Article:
Dmitry's Reviews > Liars and Outliers: Enabling the Trust that Society Needs to Thrive

Liars and Outliers by Bruce Schneier
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's review
Jul 06, 12

bookshelves: popular-science
Read from May 25 to July 06, 2012

Getting a hold of this book is the natural thing for everyone who knows something about computer security - and about the most famous author and personality in the field. The book is different though in that it is not about computer security (at least, most of it isn't), it's about trust and lack thereof. It's an extensive, almost scholarly rigorous exploration of the topic of trust. However, sometimes there are lapses, and certain topics are hand-waved away, were obvious objections to the author's logic could have been easily presented (and, potentially, as easily refuted). Just a couple of examples: the author claims that a corporation is usually "immoral" - unless it's a smaller one, controlled by a single individual or a small group of people. Well, is Amazon, rigidly ruled by Jeff Bezos, or Apple, until recently single-handedly controlled by Steve Jobs, or a host of other sufficiently large corporations, controlled very closely by a small group of individuals - moral or not, and does it have to do with the size of the controlling group or that of the corporation? A couple of pages before that the author claims that the Irish double sandwich tax scheme is "immoral". If a legal accounting trick can be immoral, I would like to hear an explicit definition of what "moral" is. The author claims it's hard to harm the reputation of a corporation, employing whole PR departments, whose whole raison d'etre is maintaining that reputation. But surely he's heard about the "United breaks guitars" video, and the complete helplessness of the UA's PR department in handling that incident?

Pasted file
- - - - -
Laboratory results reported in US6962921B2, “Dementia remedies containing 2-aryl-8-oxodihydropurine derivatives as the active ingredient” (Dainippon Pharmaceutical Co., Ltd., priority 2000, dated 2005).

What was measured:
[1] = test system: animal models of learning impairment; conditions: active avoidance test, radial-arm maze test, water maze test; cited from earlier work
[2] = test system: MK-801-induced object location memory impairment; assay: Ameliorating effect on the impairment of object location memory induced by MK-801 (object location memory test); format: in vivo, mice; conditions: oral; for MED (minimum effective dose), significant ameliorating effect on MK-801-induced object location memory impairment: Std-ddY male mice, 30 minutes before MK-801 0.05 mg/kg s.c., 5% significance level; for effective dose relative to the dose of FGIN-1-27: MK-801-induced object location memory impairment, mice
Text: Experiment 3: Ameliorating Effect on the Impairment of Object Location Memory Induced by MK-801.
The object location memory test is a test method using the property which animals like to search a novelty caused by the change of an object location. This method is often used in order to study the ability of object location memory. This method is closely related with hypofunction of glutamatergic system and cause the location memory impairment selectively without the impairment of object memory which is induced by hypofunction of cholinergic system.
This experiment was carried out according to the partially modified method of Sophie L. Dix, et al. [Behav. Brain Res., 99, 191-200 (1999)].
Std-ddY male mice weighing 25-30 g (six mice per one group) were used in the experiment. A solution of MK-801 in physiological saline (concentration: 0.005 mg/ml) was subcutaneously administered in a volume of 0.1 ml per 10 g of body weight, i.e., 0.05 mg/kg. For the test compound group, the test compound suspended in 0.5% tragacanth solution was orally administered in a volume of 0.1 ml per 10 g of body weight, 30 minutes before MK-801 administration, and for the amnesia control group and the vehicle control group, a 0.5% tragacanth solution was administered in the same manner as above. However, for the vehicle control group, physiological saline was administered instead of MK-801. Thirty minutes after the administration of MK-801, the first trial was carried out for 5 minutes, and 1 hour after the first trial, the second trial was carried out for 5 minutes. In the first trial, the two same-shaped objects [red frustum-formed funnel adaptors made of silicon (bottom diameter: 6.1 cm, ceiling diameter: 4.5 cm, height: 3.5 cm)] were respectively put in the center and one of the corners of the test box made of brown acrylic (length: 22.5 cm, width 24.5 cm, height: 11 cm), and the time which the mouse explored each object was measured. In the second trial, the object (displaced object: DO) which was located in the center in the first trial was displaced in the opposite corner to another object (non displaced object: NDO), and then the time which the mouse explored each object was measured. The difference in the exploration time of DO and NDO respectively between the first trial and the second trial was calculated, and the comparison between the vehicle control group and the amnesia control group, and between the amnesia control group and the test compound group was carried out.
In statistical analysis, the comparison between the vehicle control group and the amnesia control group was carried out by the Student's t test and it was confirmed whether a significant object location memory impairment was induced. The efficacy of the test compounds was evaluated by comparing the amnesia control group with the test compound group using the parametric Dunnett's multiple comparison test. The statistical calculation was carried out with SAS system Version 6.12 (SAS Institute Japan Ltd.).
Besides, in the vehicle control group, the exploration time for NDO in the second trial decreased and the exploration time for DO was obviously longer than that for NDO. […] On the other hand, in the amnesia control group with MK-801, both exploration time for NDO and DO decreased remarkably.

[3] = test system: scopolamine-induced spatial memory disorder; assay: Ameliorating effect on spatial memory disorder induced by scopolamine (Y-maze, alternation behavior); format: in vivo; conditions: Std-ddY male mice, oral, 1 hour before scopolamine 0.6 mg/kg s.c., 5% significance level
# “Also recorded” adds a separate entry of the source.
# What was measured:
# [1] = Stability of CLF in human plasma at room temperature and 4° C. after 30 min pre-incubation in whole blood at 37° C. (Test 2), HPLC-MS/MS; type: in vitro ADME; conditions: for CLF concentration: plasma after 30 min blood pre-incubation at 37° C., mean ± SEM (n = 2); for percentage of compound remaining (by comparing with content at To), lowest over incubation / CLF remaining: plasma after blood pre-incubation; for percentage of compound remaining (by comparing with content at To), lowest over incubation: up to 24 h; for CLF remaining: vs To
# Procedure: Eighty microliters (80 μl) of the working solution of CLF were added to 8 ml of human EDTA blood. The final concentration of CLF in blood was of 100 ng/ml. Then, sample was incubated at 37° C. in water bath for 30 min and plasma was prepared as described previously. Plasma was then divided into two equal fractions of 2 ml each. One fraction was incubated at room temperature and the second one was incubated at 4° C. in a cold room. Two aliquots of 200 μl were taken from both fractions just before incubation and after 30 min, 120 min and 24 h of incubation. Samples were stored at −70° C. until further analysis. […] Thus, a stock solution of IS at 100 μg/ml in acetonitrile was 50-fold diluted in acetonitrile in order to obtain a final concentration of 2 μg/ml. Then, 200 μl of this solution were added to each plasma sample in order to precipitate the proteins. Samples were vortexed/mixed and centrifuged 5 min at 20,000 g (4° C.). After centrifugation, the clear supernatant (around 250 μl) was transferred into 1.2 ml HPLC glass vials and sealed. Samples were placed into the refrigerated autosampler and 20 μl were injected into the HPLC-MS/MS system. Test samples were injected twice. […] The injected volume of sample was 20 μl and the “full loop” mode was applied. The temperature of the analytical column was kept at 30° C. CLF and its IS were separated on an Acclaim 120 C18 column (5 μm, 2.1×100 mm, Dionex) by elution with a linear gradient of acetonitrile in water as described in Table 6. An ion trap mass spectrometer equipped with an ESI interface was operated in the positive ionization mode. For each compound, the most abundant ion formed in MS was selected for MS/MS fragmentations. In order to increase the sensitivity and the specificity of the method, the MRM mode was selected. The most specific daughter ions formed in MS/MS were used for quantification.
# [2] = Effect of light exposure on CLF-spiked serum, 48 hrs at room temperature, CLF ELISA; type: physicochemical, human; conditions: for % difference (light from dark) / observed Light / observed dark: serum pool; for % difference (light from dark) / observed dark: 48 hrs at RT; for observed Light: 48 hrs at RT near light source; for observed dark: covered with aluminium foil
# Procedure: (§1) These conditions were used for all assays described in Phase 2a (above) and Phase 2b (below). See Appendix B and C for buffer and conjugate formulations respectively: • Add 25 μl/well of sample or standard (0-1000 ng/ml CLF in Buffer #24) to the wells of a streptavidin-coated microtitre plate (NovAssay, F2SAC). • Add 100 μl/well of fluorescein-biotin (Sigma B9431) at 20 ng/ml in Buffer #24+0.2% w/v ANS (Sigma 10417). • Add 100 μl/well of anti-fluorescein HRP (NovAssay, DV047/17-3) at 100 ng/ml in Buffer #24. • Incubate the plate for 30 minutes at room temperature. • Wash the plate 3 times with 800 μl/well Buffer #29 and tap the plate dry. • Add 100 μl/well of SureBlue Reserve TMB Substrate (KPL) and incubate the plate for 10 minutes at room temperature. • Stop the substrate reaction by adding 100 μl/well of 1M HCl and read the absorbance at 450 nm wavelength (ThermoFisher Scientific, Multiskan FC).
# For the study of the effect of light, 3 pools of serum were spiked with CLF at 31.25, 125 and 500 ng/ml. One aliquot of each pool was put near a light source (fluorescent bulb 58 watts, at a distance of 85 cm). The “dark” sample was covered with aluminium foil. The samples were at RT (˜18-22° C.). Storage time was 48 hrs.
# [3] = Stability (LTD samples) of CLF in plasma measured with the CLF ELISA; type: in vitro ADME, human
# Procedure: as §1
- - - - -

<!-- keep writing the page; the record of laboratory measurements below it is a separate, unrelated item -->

Other than that, the book is somewhat tedious to read, and also contains a lot of material probably familiar to anyone with an even slight acquaintance with genetics (a lot of the material from Dawkings' "Selfish gene" is being rehashed) and with behavioral economics. Still, it provides a fresh perspective on many of the problems we deal with on a daily basis.

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